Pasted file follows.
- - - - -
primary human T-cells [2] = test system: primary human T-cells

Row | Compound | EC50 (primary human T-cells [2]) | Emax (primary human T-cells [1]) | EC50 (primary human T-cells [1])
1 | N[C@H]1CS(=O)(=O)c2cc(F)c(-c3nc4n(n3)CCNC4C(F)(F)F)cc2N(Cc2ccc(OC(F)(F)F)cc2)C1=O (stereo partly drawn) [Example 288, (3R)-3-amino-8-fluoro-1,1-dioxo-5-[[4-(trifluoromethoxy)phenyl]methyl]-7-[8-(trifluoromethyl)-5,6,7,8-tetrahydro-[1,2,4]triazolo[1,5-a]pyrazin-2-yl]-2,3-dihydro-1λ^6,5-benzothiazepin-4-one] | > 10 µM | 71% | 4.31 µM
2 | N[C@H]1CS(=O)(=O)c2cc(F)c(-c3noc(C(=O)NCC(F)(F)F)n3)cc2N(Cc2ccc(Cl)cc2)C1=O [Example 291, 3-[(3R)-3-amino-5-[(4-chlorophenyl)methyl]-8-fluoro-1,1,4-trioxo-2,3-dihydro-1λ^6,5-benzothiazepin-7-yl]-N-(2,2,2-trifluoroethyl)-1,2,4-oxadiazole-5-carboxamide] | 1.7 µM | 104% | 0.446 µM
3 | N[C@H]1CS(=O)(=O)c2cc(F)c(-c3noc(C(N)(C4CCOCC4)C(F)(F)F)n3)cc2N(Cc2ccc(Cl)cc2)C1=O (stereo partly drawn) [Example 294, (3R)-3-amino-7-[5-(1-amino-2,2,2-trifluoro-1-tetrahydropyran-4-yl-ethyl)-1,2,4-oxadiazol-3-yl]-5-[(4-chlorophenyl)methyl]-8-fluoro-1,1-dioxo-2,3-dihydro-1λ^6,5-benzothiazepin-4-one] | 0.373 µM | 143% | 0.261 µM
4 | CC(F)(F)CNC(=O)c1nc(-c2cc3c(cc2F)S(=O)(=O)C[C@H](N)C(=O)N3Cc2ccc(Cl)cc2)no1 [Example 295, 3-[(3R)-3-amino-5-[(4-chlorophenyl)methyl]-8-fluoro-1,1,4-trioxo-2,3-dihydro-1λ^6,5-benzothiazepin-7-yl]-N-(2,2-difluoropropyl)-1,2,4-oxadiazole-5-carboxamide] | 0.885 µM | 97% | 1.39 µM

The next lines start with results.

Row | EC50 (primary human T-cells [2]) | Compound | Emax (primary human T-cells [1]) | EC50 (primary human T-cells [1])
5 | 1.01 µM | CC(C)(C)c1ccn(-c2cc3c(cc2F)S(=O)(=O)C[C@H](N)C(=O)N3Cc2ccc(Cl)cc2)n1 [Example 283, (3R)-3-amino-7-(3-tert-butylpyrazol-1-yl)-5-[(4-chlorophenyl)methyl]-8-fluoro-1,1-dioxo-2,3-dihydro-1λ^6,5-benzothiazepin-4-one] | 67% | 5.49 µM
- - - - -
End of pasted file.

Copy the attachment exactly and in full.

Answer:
primary human T-cells [2] = test system: primary human T-cells

Row | Compound | EC50 (primary human T-cells [2]) | Emax (primary human T-cells [1]) | EC50 (primary human T-cells [1])
1 | N[C@H]1CS(=O)(=O)c2cc(F)c(-c3nc4n(n3)CCNC4C(F)(F)F)cc2N(Cc2ccc(OC(F)(F)F)cc2)C1=O (stereo partly drawn) [Example 288, (3R)-3-amino-8-fluoro-1,1-dioxo-5-[[4-(trifluoromethoxy)phenyl]methyl]-7-[8-(trifluoromethyl)-5,6,7,8-tetrahydro-[1,2,4]triazolo[1,5-a]pyrazin-2-yl]-2,3-dihydro-1λ^6,5-benzothiazepin-4-one] | > 10 µM | 71% | 4.31 µM
2 | N[C@H]1CS(=O)(=O)c2cc(F)c(-c3noc(C(=O)NCC(F)(F)F)n3)cc2N(Cc2ccc(Cl)cc2)C1=O [Example 291, 3-[(3R)-3-amino-5-[(4-chlorophenyl)methyl]-8-fluoro-1,1,4-trioxo-2,3-dihydro-1λ^6,5-benzothiazepin-7-yl]-N-(2,2,2-trifluoroethyl)-1,2,4-oxadiazole-5-carboxamide] | 1.7 µM | 104% | 0.446 µM
3 | N[C@H]1CS(=O)(=O)c2cc(F)c(-c3noc(C(N)(C4CCOCC4)C(F)(F)F)n3)cc2N(Cc2ccc(Cl)cc2)C1=O (stereo partly drawn) [Example 294, (3R)-3-amino-7-[5-(1-amino-2,2,2-trifluoro-1-tetrahydropyran-4-yl-ethyl)-1,2,4-oxadiazol-3-yl]-5-[(4-chlorophenyl)methyl]-8-fluoro-1,1-dioxo-2,3-dihydro-1λ^6,5-benzothiazepin-4-one] | 0.373 µM | 143% | 0.261 µM
4 | CC(F)(F)CNC(=O)c1nc(-c2cc3c(cc2F)S(=O)(=O)C[C@H](N)C(=O)N3Cc2ccc(Cl)cc2)no1 [Example 295, 3-[(3R)-3-amino-5-[(4-chlorophenyl)methyl]-8-fluoro-1,1,4-trioxo-2,3-dihydro-1λ^6,5-benzothiazepin-7-yl]-N-(2,2-difluoropropyl)-1,2,4-oxadiazole-5-carboxamide] | 0.885 µM | 97% | 1.39 µM

The next lines start with results.

Row | EC50 (primary human T-cells [2]) | Compound | Emax (primary human T-cells [1]) | EC50 (primary human T-cells [1])
5 | 1.01 µM | CC(C)(C)c1ccn(-c2cc3c(cc2F)S(=O)(=O)C[C@H](N)C(=O)N3Cc2ccc(Cl)cc2)n1 [Example 283, (3R)-3-amino-7-(3-tert-butylpyrazol-1-yl)-5-[(4-chlorophenyl)methyl]-8-fluoro-1,1-dioxo-2,3-dihydro-1λ^6,5-benzothiazepin-4-one] | 67% | 5.49 µM